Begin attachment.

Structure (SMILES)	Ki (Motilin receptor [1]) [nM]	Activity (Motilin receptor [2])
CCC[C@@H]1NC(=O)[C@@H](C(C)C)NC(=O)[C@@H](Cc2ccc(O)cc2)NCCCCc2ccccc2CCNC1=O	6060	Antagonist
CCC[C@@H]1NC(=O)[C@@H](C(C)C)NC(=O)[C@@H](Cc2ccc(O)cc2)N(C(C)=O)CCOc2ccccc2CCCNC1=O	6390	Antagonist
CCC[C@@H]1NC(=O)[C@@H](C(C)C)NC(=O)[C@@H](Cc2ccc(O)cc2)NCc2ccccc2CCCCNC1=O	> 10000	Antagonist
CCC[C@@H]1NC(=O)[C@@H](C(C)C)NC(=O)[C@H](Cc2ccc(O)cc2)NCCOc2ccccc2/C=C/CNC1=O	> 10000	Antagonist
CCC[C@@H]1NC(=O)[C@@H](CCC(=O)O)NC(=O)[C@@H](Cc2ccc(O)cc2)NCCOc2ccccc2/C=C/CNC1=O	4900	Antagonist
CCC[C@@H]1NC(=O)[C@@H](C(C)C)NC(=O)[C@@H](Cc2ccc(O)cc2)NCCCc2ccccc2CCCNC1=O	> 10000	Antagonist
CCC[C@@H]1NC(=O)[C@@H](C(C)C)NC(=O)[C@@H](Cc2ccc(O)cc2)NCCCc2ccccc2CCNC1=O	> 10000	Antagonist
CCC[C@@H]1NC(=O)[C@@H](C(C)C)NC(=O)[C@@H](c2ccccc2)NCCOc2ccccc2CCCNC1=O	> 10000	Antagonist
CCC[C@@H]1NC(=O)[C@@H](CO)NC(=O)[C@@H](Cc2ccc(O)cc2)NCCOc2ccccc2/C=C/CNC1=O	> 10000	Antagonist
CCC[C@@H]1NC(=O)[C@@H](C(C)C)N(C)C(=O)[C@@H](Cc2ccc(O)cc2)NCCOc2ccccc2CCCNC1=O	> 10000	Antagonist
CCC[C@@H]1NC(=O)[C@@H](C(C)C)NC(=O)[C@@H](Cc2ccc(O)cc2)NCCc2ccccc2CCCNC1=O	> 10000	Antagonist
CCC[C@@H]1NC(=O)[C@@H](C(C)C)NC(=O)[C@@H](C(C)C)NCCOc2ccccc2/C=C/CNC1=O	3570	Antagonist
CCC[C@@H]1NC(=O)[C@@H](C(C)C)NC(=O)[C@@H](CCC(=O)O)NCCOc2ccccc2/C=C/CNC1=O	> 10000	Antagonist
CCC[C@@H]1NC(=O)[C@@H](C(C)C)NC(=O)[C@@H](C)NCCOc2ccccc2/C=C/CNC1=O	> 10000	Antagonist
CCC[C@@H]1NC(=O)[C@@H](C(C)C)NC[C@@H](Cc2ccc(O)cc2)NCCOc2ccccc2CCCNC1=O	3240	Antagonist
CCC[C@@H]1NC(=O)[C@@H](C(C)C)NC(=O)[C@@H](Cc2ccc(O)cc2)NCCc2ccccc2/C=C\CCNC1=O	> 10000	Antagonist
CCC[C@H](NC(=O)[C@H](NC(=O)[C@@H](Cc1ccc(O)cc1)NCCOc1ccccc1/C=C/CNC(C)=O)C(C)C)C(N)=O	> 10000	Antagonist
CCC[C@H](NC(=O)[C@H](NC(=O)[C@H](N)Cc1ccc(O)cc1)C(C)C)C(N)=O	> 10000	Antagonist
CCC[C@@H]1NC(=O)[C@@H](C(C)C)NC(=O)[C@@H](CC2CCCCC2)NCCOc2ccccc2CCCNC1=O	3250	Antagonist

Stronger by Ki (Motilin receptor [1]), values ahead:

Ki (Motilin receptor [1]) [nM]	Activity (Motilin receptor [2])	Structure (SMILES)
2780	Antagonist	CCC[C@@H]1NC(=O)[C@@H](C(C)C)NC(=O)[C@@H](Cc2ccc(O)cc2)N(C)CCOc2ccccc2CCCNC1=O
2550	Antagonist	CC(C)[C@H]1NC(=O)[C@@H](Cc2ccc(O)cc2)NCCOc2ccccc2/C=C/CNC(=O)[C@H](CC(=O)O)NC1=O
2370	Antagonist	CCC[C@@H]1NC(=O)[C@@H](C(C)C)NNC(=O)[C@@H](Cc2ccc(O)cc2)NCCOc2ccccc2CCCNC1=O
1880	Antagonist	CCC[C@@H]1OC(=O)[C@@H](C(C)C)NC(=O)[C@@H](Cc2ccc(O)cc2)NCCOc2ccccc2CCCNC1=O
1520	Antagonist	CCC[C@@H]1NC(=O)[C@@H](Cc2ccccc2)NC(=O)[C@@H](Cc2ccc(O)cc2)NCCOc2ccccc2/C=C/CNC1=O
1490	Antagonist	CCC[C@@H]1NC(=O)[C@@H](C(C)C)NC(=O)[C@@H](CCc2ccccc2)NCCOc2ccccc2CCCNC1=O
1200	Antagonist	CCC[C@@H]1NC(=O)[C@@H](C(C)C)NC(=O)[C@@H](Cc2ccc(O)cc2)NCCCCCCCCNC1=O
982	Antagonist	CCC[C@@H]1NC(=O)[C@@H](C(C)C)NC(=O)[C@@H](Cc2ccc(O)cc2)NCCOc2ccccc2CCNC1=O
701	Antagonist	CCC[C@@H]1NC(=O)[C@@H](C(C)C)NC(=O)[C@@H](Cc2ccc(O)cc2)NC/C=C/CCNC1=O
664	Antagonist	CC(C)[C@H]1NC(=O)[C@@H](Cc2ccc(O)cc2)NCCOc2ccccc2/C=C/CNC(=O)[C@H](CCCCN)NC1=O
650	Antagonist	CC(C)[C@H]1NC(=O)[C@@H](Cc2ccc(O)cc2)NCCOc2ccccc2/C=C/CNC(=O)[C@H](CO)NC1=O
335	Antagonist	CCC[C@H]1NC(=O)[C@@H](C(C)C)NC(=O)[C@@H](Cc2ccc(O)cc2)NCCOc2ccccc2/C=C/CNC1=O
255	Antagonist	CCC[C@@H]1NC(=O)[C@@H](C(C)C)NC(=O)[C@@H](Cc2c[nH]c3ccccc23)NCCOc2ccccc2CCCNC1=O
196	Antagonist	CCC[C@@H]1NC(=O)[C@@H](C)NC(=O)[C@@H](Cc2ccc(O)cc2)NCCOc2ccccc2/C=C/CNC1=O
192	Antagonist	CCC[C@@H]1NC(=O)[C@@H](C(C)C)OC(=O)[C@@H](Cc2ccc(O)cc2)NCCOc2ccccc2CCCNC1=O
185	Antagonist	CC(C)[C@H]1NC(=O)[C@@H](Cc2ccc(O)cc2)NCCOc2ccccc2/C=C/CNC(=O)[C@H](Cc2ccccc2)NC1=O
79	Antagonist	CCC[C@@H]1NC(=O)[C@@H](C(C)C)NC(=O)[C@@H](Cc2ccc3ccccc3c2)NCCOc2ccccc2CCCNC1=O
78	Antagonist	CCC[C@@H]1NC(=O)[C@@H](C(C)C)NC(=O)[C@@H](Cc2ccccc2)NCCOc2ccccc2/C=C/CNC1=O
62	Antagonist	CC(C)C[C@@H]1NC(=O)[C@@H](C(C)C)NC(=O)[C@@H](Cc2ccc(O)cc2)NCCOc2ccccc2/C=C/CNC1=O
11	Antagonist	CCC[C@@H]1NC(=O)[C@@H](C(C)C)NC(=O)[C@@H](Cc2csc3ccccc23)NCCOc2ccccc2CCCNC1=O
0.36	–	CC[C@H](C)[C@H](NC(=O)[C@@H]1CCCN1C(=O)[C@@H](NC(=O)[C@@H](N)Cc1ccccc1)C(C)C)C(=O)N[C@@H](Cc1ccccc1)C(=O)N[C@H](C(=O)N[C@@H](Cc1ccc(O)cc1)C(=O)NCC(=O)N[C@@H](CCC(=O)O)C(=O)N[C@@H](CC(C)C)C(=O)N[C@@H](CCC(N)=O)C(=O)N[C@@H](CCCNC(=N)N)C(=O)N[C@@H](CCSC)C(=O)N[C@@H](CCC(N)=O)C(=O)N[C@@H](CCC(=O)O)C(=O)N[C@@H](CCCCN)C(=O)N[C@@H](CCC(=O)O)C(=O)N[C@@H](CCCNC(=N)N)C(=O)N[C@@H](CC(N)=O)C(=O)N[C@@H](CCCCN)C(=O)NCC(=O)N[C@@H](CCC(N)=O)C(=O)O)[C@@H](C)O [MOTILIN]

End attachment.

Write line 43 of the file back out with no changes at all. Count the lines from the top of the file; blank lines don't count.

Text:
0.36	–	CC[C@H](C)[C@H](NC(=O)[C@@H]1CCCN1C(=O)[C@@H](NC(=O)[C@@H](N)Cc1ccccc1)C(C)C)C(=O)N[C@@H](Cc1ccccc1)C(=O)N[C@H](C(=O)N[C@@H](Cc1ccc(O)cc1)C(=O)NCC(=O)N[C@@H](CCC(=O)O)C(=O)N[C@@H](CC(C)C)C(=O)N[C@@H](CCC(N)=O)C(=O)N[C@@H](CCCNC(=N)N)C(=O)N[C@@H](CCSC)C(=O)N[C@@H](CCC(N)=O)C(=O)N[C@@H](CCC(=O)O)C(=O)N[C@@H](CCCCN)C(=O)N[C@@H](CCC(=O)O)C(=O)N[C@@H](CCCNC(=N)N)C(=O)N[C@@H](CC(N)=O)C(=O)N[C@@H](CCCCN)C(=O)NCC(=O)N[C@@H](CCC(N)=O)C(=O)O)[C@@H](C)O [MOTILIN]